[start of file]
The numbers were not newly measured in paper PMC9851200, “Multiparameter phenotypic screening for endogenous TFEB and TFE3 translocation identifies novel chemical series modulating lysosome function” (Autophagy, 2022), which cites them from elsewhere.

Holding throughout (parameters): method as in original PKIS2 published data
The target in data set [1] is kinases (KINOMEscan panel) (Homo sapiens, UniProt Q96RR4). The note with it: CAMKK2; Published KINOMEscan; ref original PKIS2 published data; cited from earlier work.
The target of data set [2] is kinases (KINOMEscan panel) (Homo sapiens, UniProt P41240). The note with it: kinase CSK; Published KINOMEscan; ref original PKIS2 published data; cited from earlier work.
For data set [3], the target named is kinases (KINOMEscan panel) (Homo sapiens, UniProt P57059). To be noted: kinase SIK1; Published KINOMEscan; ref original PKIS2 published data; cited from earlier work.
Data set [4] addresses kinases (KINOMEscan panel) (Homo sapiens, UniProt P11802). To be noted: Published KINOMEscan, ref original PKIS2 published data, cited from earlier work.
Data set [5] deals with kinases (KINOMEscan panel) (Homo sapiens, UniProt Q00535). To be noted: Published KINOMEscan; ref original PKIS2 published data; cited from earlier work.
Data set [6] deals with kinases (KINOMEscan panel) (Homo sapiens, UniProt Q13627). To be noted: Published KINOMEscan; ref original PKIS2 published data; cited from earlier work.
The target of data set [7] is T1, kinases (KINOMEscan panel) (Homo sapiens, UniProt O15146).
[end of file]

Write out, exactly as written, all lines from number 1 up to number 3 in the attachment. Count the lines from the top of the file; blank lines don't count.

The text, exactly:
The numbers were not newly measured in paper PMC9851200, “Multiparameter phenotypic screening for endogenous TFEB and TFE3 translocation identifies novel chemical series modulating lysosome function” (Autophagy, 2022), which cites them from elsewhere.

Holding throughout (parameters): method as in original PKIS2 published data
The target in data set [1] is kinases (KINOMEscan panel) (Homo sapiens, UniProt Q96RR4). The note with it: CAMKK2; Published KINOMEscan; ref original PKIS2 published data; cited from earlier work.